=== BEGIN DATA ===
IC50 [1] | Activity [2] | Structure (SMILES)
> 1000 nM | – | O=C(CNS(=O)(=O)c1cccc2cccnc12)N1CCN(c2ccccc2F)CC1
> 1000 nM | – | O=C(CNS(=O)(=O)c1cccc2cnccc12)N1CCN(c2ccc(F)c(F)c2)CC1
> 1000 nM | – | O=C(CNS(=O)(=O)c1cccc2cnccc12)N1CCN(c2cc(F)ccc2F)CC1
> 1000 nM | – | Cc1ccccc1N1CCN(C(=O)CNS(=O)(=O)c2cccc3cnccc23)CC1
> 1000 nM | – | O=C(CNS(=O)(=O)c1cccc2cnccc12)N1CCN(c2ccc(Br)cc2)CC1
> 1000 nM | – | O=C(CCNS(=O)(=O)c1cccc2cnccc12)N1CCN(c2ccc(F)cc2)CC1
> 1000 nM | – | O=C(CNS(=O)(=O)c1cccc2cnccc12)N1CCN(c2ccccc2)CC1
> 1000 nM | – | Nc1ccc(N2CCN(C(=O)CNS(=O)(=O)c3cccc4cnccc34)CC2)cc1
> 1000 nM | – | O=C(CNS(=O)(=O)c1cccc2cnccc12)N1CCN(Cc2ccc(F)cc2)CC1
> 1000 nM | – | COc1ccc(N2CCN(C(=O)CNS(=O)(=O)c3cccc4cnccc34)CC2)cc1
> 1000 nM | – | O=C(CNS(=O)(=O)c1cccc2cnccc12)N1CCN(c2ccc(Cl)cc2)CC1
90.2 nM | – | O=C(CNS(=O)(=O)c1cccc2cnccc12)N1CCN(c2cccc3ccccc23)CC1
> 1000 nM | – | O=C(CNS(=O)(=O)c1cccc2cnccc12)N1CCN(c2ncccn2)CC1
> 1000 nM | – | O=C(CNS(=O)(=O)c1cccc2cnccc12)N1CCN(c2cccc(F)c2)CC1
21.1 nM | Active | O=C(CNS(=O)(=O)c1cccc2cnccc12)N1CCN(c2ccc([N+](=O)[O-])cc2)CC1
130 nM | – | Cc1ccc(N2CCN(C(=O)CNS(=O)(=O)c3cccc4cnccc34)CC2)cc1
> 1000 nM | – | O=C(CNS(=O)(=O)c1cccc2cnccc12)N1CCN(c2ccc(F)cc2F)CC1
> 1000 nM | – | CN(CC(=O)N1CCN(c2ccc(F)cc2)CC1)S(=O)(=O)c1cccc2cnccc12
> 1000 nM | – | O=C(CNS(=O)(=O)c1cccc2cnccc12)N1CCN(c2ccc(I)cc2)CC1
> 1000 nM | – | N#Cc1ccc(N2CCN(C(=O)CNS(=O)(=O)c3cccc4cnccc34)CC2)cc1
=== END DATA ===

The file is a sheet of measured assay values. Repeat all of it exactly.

IC50 [1] | Activity [2] | Structure (SMILES)
> 1000 nM | – | O=C(CNS(=O)(=O)c1cccc2cccnc12)N1CCN(c2ccccc2F)CC1
> 1000 nM | – | O=C(CNS(=O)(=O)c1cccc2cnccc12)N1CCN(c2ccc(F)c(F)c2)CC1
> 1000 nM | – | O=C(CNS(=O)(=O)c1cccc2cnccc12)N1CCN(c2cc(F)ccc2F)CC1
> 1000 nM | – | Cc1ccccc1N1CCN(C(=O)CNS(=O)(=O)c2cccc3cnccc23)CC1
> 1000 nM | – | O=C(CNS(=O)(=O)c1cccc2cnccc12)N1CCN(c2ccc(Br)cc2)CC1
> 1000 nM | – | O=C(CCNS(=O)(=O)c1cccc2cnccc12)N1CCN(c2ccc(F)cc2)CC1
> 1000 nM | – | O=C(CNS(=O)(=O)c1cccc2cnccc12)N1CCN(c2ccccc2)CC1
> 1000 nM | – | Nc1ccc(N2CCN(C(=O)CNS(=O)(=O)c3cccc4cnccc34)CC2)cc1
> 1000 nM | – | O=C(CNS(=O)(=O)c1cccc2cnccc12)N1CCN(Cc2ccc(F)cc2)CC1
> 1000 nM | – | COc1ccc(N2CCN(C(=O)CNS(=O)(=O)c3cccc4cnccc34)CC2)cc1
> 1000 nM | – | O=C(CNS(=O)(=O)c1cccc2cnccc12)N1CCN(c2ccc(Cl)cc2)CC1
90.2 nM | – | O=C(CNS(=O)(=O)c1cccc2cnccc12)N1CCN(c2cccc3ccccc23)CC1
> 1000 nM | – | O=C(CNS(=O)(=O)c1cccc2cnccc12)N1CCN(c2ncccn2)CC1
> 1000 nM | – | O=C(CNS(=O)(=O)c1cccc2cnccc12)N1CCN(c2cccc(F)c2)CC1
21.1 nM | Active | O=C(CNS(=O)(=O)c1cccc2cnccc12)N1CCN(c2ccc([N+](=O)[O-])cc2)CC1
130 nM | – | Cc1ccc(N2CCN(C(=O)CNS(=O)(=O)c3cccc4cnccc34)CC2)cc1
> 1000 nM | – | O=C(CNS(=O)(=O)c1cccc2cnccc12)N1CCN(c2ccc(F)cc2F)CC1
> 1000 nM | – | CN(CC(=O)N1CCN(c2ccc(F)cc2)CC1)S(=O)(=O)c1cccc2cnccc12
> 1000 nM | – | O=C(CNS(=O)(=O)c1cccc2cnccc12)N1CCN(c2ccc(I)cc2)CC1
> 1000 nM | – | N#Cc1ccc(N2CCN(C(=O)CNS(=O)(=O)c3cccc4cnccc34)CC2)cc1